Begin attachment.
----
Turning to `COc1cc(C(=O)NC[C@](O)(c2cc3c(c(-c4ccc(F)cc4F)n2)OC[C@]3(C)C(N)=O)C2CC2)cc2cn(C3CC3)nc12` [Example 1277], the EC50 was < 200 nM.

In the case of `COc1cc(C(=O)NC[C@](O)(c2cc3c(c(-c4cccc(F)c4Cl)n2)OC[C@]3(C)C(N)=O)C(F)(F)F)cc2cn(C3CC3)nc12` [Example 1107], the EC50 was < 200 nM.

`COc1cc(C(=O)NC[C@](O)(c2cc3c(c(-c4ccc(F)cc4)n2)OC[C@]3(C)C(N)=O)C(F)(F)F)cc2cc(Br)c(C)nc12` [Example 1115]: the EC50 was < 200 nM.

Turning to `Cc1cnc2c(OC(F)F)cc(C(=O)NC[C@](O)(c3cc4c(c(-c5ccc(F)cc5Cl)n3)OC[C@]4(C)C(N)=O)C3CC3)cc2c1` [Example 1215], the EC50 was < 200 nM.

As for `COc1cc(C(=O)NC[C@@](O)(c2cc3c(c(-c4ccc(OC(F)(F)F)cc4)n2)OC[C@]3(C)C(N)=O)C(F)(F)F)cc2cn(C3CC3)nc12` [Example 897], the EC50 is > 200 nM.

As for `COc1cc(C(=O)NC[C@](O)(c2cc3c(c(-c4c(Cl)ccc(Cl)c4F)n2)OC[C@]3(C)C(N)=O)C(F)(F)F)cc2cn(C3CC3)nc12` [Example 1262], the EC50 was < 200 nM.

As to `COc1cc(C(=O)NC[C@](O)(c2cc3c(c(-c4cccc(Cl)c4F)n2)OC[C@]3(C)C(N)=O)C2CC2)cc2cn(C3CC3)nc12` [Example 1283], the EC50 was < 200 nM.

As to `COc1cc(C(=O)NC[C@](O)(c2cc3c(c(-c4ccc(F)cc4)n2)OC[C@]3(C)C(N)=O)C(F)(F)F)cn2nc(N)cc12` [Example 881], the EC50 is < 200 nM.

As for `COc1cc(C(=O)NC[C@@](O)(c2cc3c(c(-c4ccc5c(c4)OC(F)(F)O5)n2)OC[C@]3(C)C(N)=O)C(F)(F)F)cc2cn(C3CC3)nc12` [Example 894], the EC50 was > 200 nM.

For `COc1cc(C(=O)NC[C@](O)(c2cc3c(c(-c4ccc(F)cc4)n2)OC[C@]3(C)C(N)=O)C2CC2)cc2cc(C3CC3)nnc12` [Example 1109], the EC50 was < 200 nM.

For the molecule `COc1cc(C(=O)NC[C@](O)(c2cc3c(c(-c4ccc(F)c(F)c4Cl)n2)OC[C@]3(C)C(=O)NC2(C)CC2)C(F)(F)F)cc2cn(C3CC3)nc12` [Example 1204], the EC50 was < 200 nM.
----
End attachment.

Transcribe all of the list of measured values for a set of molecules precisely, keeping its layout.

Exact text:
Turning to `COc1cc(C(=O)NC[C@](O)(c2cc3c(c(-c4ccc(F)cc4F)n2)OC[C@]3(C)C(N)=O)C2CC2)cc2cn(C3CC3)nc12` [Example 1277], the EC50 was < 200 nM.

In the case of `COc1cc(C(=O)NC[C@](O)(c2cc3c(c(-c4cccc(F)c4Cl)n2)OC[C@]3(C)C(N)=O)C(F)(F)F)cc2cn(C3CC3)nc12` [Example 1107], the EC50 was < 200 nM.

`COc1cc(C(=O)NC[C@](O)(c2cc3c(c(-c4ccc(F)cc4)n2)OC[C@]3(C)C(N)=O)C(F)(F)F)cc2cc(Br)c(C)nc12` [Example 1115]: the EC50 was < 200 nM.

Turning to `Cc1cnc2c(OC(F)F)cc(C(=O)NC[C@](O)(c3cc4c(c(-c5ccc(F)cc5Cl)n3)OC[C@]4(C)C(N)=O)C3CC3)cc2c1` [Example 1215], the EC50 was < 200 nM.

As for `COc1cc(C(=O)NC[C@@](O)(c2cc3c(c(-c4ccc(OC(F)(F)F)cc4)n2)OC[C@]3(C)C(N)=O)C(F)(F)F)cc2cn(C3CC3)nc12` [Example 897], the EC50 is > 200 nM.

As for `COc1cc(C(=O)NC[C@](O)(c2cc3c(c(-c4c(Cl)ccc(Cl)c4F)n2)OC[C@]3(C)C(N)=O)C(F)(F)F)cc2cn(C3CC3)nc12` [Example 1262], the EC50 was < 200 nM.

As to `COc1cc(C(=O)NC[C@](O)(c2cc3c(c(-c4cccc(Cl)c4F)n2)OC[C@]3(C)C(N)=O)C2CC2)cc2cn(C3CC3)nc12` [Example 1283], the EC50 was < 200 nM.

As to `COc1cc(C(=O)NC[C@](O)(c2cc3c(c(-c4ccc(F)cc4)n2)OC[C@]3(C)C(N)=O)C(F)(F)F)cn2nc(N)cc12` [Example 881], the EC50 is < 200 nM.

As for `COc1cc(C(=O)NC[C@@](O)(c2cc3c(c(-c4ccc5c(c4)OC(F)(F)O5)n2)OC[C@]3(C)C(N)=O)C(F)(F)F)cc2cn(C3CC3)nc12` [Example 894], the EC50 was > 200 nM.

For `COc1cc(C(=O)NC[C@](O)(c2cc3c(c(-c4ccc(F)cc4)n2)OC[C@]3(C)C(N)=O)C2CC2)cc2cc(C3CC3)nnc12` [Example 1109], the EC50 was < 200 nM.

For the molecule `COc1cc(C(=O)NC[C@](O)(c2cc3c(c(-c4ccc(F)c(F)c4Cl)n2)OC[C@]3(C)C(=O)NC2(C)CC2)C(F)(F)F)cc2cn(C3CC3)nc12` [Example 1204], the EC50 was < 200 nM.